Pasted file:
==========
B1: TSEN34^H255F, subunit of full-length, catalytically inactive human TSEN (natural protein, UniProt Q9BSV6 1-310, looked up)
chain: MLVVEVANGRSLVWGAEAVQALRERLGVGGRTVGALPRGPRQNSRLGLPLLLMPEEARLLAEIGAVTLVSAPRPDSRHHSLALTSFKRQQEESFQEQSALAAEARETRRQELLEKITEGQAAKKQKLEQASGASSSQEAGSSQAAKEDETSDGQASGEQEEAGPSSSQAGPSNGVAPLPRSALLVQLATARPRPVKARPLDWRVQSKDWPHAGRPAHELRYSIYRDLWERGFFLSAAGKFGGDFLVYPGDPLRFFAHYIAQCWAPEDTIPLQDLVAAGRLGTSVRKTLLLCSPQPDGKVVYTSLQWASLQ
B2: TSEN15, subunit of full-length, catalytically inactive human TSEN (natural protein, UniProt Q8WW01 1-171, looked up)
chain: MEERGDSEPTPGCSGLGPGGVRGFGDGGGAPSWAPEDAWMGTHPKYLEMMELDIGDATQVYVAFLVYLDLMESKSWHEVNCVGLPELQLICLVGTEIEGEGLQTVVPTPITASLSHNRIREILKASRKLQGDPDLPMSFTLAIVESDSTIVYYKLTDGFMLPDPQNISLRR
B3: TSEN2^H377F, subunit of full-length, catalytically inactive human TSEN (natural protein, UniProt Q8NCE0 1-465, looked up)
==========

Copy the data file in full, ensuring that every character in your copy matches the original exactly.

B1: TSEN34^H255F, subunit of full-length, catalytically inactive human TSEN (natural protein, UniProt Q9BSV6 1-310, looked up)
chain: MLVVEVANGRSLVWGAEAVQALRERLGVGGRTVGALPRGPRQNSRLGLPLLLMPEEARLLAEIGAVTLVSAPRPDSRHHSLALTSFKRQQEESFQEQSALAAEARETRRQELLEKITEGQAAKKQKLEQASGASSSQEAGSSQAAKEDETSDGQASGEQEEAGPSSSQAGPSNGVAPLPRSALLVQLATARPRPVKARPLDWRVQSKDWPHAGRPAHELRYSIYRDLWERGFFLSAAGKFGGDFLVYPGDPLRFFAHYIAQCWAPEDTIPLQDLVAAGRLGTSVRKTLLLCSPQPDGKVVYTSLQWASLQ
B2: TSEN15, subunit of full-length, catalytically inactive human TSEN (natural protein, UniProt Q8WW01 1-171, looked up)
chain: MEERGDSEPTPGCSGLGPGGVRGFGDGGGAPSWAPEDAWMGTHPKYLEMMELDIGDATQVYVAFLVYLDLMESKSWHEVNCVGLPELQLICLVGTEIEGEGLQTVVPTPITASLSHNRIREILKASRKLQGDPDLPMSFTLAIVESDSTIVYYKLTDGFMLPDPQNISLRR
B3: TSEN2^H377F, subunit of full-length, catalytically inactive human TSEN (natural protein, UniProt Q8NCE0 1-465, looked up)